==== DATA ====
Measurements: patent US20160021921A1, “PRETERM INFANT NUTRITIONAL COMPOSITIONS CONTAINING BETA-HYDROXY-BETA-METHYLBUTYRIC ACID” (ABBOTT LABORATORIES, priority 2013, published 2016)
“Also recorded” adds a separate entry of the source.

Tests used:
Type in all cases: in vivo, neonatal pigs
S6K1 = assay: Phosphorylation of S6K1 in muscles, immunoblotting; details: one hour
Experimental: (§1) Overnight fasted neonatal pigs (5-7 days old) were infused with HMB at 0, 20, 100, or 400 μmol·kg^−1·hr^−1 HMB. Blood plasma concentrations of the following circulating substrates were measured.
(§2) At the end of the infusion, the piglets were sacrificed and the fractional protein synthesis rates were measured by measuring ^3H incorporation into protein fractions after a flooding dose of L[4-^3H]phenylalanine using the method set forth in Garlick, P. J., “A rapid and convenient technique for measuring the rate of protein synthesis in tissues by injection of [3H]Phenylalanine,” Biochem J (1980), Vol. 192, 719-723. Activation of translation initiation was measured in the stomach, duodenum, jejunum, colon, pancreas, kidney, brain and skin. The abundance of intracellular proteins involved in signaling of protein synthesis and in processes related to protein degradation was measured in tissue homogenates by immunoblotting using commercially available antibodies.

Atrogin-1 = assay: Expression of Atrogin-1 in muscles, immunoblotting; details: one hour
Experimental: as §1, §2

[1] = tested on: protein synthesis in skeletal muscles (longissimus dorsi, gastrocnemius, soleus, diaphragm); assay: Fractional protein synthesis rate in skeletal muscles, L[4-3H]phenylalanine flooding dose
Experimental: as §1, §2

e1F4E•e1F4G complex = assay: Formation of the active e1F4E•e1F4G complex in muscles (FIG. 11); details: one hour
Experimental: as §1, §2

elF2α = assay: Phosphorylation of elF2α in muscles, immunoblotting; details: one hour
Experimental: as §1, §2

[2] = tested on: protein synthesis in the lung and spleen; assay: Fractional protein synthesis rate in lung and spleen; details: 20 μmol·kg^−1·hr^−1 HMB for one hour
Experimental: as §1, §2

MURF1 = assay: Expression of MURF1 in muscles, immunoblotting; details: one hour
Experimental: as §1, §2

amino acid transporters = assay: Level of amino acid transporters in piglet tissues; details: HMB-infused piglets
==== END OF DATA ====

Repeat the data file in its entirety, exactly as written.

Measurements: patent US20160021921A1, “PRETERM INFANT NUTRITIONAL COMPOSITIONS CONTAINING BETA-HYDROXY-BETA-METHYLBUTYRIC ACID” (ABBOTT LABORATORIES, priority 2013, published 2016)
“Also recorded” adds a separate entry of the source.

Tests used:
Type in all cases: in vivo, neonatal pigs
S6K1 = assay: Phosphorylation of S6K1 in muscles, immunoblotting; details: one hour
Experimental: (§1) Overnight fasted neonatal pigs (5-7 days old) were infused with HMB at 0, 20, 100, or 400 μmol·kg^−1·hr^−1 HMB. Blood plasma concentrations of the following circulating substrates were measured.
(§2) At the end of the infusion, the piglets were sacrificed and the fractional protein synthesis rates were measured by measuring ^3H incorporation into protein fractions after a flooding dose of L[4-^3H]phenylalanine using the method set forth in Garlick, P. J., “A rapid and convenient technique for measuring the rate of protein synthesis in tissues by injection of [3H]Phenylalanine,” Biochem J (1980), Vol. 192, 719-723. Activation of translation initiation was measured in the stomach, duodenum, jejunum, colon, pancreas, kidney, brain and skin. The abundance of intracellular proteins involved in signaling of protein synthesis and in processes related to protein degradation was measured in tissue homogenates by immunoblotting using commercially available antibodies.

Atrogin-1 = assay: Expression of Atrogin-1 in muscles, immunoblotting; details: one hour
Experimental: as §1, §2

[1] = tested on: protein synthesis in skeletal muscles (longissimus dorsi, gastrocnemius, soleus, diaphragm); assay: Fractional protein synthesis rate in skeletal muscles, L[4-3H]phenylalanine flooding dose
Experimental: as §1, §2

e1F4E•e1F4G complex = assay: Formation of the active e1F4E•e1F4G complex in muscles (FIG. 11); details: one hour
Experimental: as §1, §2

elF2α = assay: Phosphorylation of elF2α in muscles, immunoblotting; details: one hour
Experimental: as §1, §2

[2] = tested on: protein synthesis in the lung and spleen; assay: Fractional protein synthesis rate in lung and spleen; details: 20 μmol·kg^−1·hr^−1 HMB for one hour
Experimental: as §1, §2

MURF1 = assay: Expression of MURF1 in muscles, immunoblotting; details: one hour
Experimental: as §1, §2

amino acid transporters = assay: Level of amino acid transporters in piglet tissues; details: HMB-infused piglets